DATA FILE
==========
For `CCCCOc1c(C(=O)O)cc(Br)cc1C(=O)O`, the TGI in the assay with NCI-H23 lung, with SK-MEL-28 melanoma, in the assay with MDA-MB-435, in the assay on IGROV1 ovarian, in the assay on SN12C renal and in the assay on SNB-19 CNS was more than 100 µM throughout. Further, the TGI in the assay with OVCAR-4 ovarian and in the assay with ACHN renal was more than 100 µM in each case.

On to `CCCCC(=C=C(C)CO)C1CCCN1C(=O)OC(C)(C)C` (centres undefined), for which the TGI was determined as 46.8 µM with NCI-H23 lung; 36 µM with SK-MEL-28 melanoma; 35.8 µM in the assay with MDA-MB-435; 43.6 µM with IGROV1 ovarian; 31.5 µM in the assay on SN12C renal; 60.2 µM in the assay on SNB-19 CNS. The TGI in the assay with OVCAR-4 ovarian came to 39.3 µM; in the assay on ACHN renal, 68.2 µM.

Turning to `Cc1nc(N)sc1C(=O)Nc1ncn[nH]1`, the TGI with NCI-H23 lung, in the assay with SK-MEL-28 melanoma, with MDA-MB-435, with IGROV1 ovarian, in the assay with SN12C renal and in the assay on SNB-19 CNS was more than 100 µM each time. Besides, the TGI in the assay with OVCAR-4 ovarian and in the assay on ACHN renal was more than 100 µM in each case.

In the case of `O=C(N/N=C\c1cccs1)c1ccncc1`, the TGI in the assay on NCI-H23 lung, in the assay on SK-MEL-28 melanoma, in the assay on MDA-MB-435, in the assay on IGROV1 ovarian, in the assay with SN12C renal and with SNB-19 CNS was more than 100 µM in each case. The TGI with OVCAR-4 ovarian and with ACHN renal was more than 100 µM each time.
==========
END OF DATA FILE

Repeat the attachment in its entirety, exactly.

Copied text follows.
For `CCCCOc1c(C(=O)O)cc(Br)cc1C(=O)O`, the TGI in the assay with NCI-H23 lung, with SK-MEL-28 melanoma, in the assay with MDA-MB-435, in the assay on IGROV1 ovarian, in the assay on SN12C renal and in the assay on SNB-19 CNS was more than 100 µM throughout. Further, the TGI in the assay with OVCAR-4 ovarian and in the assay with ACHN renal was more than 100 µM in each case.

On to `CCCCC(=C=C(C)CO)C1CCCN1C(=O)OC(C)(C)C` (centres undefined), for which the TGI was determined as 46.8 µM with NCI-H23 lung; 36 µM with SK-MEL-28 melanoma; 35.8 µM in the assay with MDA-MB-435; 43.6 µM with IGROV1 ovarian; 31.5 µM in the assay on SN12C renal; 60.2 µM in the assay on SNB-19 CNS. The TGI in the assay with OVCAR-4 ovarian came to 39.3 µM; in the assay on ACHN renal, 68.2 µM.

Turning to `Cc1nc(N)sc1C(=O)Nc1ncn[nH]1`, the TGI with NCI-H23 lung, in the assay with SK-MEL-28 melanoma, with MDA-MB-435, with IGROV1 ovarian, in the assay with SN12C renal and in the assay on SNB-19 CNS was more than 100 µM each time. Besides, the TGI in the assay with OVCAR-4 ovarian and in the assay on ACHN renal was more than 100 µM in each case.

In the case of `O=C(N/N=C\c1cccs1)c1ccncc1`, the TGI in the assay on NCI-H23 lung, in the assay on SK-MEL-28 melanoma, in the assay on MDA-MB-435, in the assay on IGROV1 ovarian, in the assay with SN12C renal and with SNB-19 CNS was more than 100 µM in each case. The TGI with OVCAR-4 ovarian and with ACHN renal was more than 100 µM each time.